June 2022 Veteran Spotlight
Gerald Wilcoxon and Aubrey Anderson share family ties, and now the brothers-in-law also share an Honor Flight bond after traveling together on SSHF Mission 62.
Both Wilcoxon and Anderson traveled with the Alpha tour on May 21st, 2022. The tour included 74 Vietnam Veterans who made the experience one to remember.
Wilcoxon is a Marine who served in the infantry from 1969-70, and was a mortar man about 30 miles south of Da Nang. “When I was in Vietnam, I saw the carnage over there,” Wilcoxon said. “The heat, the bugs. I was scared of any river because of the bomb craters you couldn’t see. You could drown.” Anderson served as a combat medic with a mechanized unit from 1968-70, and he struggles with difficult memories from his deployment.
The shared camaraderie with other veterans on their Honor Flight brought back memories of the friendships that both men made during their service. “Because we didn’t come back (from deployment) as a unit, we went home and the contacts disappeared over the years. We bonded over there, but then the cards and letters stopped,” Wilcoxon said. Anderson agreed. “I enjoyed talking to my brother-in-law on the flight,” Anderson said, “and it was a chance to talk to other veterans who feel the same way as we do.”
For both men, the Mail Call on the flight home was an emotional experience. For Anderson, it was a profoundly healing moment to finally receive mail on his Honor Flight after never receiving a single letter in Vietnam. “My nephew wrote me a letter about how much he appreciated me as he was growing up,” Anderson said. “It brought tears to my eyes.” Wilcoxon agreed, “it was nice to hear ‘mail call!’. I haven’t heard that in fifty years. We used to wait on that mail, and they would call out the names. Everyone would run over to their corners to read it.”
Anderson said that his homecoming from Vietnam was the worst day of his life. “I tried to let go of it,” he said, “but my father wouldn’t talk to me all the way home (from the airport). It was so hard I actually wanted to go back to Vietnam.” Wilcoxon agreed that life was very difficult after he left the service. “Nobody understood. So then I wouldn’t say anything (about being a veteran) and I hushed it up all these years. I was ashamed to wear my uniform…my friends would say ‘that ain’t cool’. So those friendships died. I would just shut up, and nobody even knew I went to Vietnam.”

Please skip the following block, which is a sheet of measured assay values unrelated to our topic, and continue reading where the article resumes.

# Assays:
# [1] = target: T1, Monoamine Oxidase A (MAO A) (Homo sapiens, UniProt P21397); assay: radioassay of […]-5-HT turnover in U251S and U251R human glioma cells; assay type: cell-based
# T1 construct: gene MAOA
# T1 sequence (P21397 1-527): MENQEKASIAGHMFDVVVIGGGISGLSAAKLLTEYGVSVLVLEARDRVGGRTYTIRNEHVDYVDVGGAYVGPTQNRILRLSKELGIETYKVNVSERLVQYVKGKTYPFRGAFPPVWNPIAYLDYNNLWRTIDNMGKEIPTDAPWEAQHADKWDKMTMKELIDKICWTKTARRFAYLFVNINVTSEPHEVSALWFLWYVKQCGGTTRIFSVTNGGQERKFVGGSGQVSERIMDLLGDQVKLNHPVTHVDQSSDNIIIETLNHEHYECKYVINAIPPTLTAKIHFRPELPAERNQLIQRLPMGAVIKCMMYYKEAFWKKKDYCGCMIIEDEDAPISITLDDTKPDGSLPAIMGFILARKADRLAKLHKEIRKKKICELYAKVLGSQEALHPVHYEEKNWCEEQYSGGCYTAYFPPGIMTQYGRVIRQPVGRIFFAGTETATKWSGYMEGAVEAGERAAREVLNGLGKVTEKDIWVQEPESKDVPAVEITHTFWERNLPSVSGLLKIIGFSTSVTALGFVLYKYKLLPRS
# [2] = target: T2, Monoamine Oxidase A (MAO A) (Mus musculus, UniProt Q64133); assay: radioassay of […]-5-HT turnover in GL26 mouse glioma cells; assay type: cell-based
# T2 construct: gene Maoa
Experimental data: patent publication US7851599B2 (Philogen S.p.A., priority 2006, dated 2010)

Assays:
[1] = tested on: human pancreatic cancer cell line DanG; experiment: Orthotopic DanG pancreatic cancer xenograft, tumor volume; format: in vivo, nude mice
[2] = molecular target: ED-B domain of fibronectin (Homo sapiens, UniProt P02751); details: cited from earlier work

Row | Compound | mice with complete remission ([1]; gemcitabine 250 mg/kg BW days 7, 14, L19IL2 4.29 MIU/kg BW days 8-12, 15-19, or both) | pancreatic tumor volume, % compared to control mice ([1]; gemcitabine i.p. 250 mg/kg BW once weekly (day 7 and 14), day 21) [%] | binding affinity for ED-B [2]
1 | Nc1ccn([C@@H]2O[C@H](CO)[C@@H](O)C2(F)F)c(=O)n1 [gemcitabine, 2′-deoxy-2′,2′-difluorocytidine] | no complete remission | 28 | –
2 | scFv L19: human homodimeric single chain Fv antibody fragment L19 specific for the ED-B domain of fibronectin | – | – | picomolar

Their Stars and Stripes Honor Flight Homecoming, however, was a different story. “I was trying to hold back the tears and to ‘Marine up’… and I did a poor job,” Wilcoxon said. His voice was full of emotion as he recounted one moment in the Homecoming parade that impacted him significantly. “I was shaking hands, and there was one guy… I looked at him, and he had a child in his arms. He set the child down, walked to the rope, stuck out his hand, and I shook his hand. And he said to me, ‘we are fifty years late, but we finally got it right. Welcome home Marine.’ ”
For Aubrey Anderson, it was the moment when he finally received the honor and gratitude he had never felt before. “It was like a welcome home; maybe the greatest time in my life. I can talk about that (Homecoming) all day long. I wasn’t expecting it. My wife came in a wheelchair, and my family was there. I was just overwhelmed.”
“It was like a welcome home; maybe the greatest time in my life”
As they look back on their flight day, both men feel that they have been impacted by their flight day. “Honor Flight was a life changing experience,” Wilcoxon said. “Believe me, ‘mission accomplished’! I have never felt like that. From the time we got out of the car at the airport to the time we left, it was awesome. Don’t change a thing. It was perfect.”
Anderson is already spreading the word to his fellow veterans about the Stars and Stripes Honor Flight. “Every veteran I see, I’m going to tell them that somebody really, really cares about us. It’s a great feeling, that what we did meant something to some people. The flight was so nice… people really cared,” he said. “I will never forget it.”